Since not a sharp word was exchanged and the concessions were unquestionably generous, there was nothing in the morning fourball that set Nick Faldo and Lee Westwood against Fred Couples and Brad Faxon to suggest anything but a sporting event was under way here.
Jingoistic responses, often drummed up by irresponsible observation and the relentless quest for controversy, have become an unfortunate feature of recent Ryder Cup history so it was pleasing to follow a match that conformed entirely to the founder's concept.
Commercial influences make it increasingly difficult for competitors to maintain as sense of proportion about sport but even though every golfer here this week falls into the millionaire category they remain guardians of a hallowed tradition.
The atmosphere was unquestionably tense when the second match of the day went off after a delay caused by a prolonged thunderstorm that began to light up the sky before dawn broke over southern Spain, but it did not prevent Faxon from shaping up playfully to Faldo or Couples from entering into conversation with his opponents.
Golf today is no different from any other sport in having to suffer spectator types who react as though international events are a call to arms so some embarrassment was felt when the encouragement for both sets of players was sometimes unnecessarily raucous. Certainly, we could have done without the urging that came from one particularly loud-mouthed American who was finally persuaded into silence by better-mannered compatriots.
Concentration centred quickly on the fact that Faldo was having to accept the responsibility of shielding Westwood from the pressure that inevitably builds up for rookies in the competition.
Westwood is a fine player and he made a cracking start, birdieing the second to ensure a half and the third to put Europe one up in the match. Youth was having such a fling that one bystander was moved to suggest that Faldo might find himself the junior partner in later proceedings.
This point of view did not account for how quickly confidence can come and go in golf especially when there isn't a great deal of experience to fall back on.
It wasn't long before Westwood's game took a turn for the worse, his relaxed demeanour replaced gradually by evidence of personal concern. Faldo had to come into his own after Couples sank a cool putt to level the match at the eighth and an excellent putt at the next put Europe ahead again.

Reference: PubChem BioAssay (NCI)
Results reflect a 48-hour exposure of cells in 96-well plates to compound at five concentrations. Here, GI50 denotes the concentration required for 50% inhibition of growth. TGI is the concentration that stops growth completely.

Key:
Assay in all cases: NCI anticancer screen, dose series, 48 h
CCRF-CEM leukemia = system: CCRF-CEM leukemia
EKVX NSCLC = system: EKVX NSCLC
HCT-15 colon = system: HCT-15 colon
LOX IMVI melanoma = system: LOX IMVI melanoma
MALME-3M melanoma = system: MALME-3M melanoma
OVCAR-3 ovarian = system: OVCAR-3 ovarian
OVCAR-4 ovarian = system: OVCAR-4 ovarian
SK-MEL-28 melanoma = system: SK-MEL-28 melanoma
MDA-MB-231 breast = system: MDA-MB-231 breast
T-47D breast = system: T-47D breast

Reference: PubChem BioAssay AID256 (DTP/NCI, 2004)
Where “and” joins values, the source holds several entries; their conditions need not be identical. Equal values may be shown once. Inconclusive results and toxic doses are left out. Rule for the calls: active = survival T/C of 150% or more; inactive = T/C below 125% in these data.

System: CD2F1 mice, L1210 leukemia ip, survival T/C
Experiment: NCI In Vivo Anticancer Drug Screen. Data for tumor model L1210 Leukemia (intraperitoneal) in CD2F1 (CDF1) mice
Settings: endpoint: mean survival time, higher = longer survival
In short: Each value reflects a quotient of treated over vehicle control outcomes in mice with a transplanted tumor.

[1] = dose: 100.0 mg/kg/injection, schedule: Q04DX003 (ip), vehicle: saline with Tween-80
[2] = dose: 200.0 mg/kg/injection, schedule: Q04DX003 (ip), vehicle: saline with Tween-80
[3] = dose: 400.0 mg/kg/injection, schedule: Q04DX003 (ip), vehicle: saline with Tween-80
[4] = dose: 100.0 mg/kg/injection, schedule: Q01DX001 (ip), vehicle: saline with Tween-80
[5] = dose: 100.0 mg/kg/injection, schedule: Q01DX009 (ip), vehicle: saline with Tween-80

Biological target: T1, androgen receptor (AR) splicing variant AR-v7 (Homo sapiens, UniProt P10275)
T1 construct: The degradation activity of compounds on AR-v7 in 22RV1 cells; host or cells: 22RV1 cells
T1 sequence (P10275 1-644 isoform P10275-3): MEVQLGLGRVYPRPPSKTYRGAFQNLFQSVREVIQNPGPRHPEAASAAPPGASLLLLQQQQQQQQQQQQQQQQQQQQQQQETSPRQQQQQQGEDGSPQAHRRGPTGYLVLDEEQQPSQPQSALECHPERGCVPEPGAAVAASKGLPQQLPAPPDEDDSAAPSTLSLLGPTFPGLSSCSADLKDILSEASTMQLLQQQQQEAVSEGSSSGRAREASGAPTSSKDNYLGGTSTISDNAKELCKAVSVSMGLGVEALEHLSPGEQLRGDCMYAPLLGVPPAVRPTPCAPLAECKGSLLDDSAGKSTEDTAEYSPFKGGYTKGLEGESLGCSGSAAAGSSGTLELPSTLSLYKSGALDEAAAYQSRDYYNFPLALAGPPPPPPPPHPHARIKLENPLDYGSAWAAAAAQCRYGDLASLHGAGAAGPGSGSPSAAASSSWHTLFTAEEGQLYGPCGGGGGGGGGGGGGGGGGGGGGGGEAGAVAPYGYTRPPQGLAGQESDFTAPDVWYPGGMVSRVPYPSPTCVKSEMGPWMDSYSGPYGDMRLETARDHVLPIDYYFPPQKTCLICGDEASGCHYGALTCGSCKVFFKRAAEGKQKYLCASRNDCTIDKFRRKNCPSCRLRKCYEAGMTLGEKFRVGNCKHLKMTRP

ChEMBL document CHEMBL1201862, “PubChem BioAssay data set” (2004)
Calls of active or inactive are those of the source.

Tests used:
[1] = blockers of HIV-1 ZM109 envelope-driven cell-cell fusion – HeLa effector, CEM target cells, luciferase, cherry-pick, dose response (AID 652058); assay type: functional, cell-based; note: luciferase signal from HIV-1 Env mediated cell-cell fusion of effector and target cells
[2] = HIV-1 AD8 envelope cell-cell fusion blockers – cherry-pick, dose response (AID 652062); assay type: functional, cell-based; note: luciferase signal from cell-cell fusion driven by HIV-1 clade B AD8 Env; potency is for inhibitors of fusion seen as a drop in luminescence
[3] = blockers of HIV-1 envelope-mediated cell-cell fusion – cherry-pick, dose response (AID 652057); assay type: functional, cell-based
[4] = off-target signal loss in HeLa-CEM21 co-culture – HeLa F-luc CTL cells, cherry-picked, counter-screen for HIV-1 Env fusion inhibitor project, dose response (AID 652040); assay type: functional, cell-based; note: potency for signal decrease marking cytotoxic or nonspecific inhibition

The 11th was a mess all round, Westwood's inaccuracy leaving Faldo to try and rescue the situation. Faldo shot six to a five by Couples and they were level again.
Few players have a better rhythm than Couples, but a back problem requires frequent loosening-up exercises and every shot is preceded by a set of arm movements designed to maintain mobility. Most of the time he effects an air of fatalistic resignation and his form on tour could hardly be described as consistent. What he does not lack is courage.
This came to fore after both Faldo and Westwood missed makeable putts on the difficult and picturesque par 15th, from which you can look back and see the Rock of Gibraltar rising in the distance.
The hole was more lost than won when Couples put the US ahead with a par putt. Couples matched Faldo's par at the next hole when both Faxon and Westwood were grateful for the resilience of their partners.
Coming over the brow of the fairway at the 17th, a hole that presents a degree of difficulty endorsed by by both teams, the players came across a magnificent sight. A natural amphitheatre, steep set on one side with rising banks of azaleas and guarded by water.
Forced to gamble in order to try and secure a half, Faldo reached for a fairway wood and blasted it on to the green leaving a putt of no more than five feet. Couples answered with an immaculate wedge. Another half. Another miss by Faldo at the last. A cool effort from Faxon and the US had their point.
Prince Andrew was up at 3:30 in the morning yesterday, and showed up at Valderrama half an hour later to watch preparations for the Ryder Cup. He got wet in the morning rain, but he was also impressed with what he saw as ground-keepers swept water off the course. "This is probably the best, most immaculate course anywhere at the moment," he said.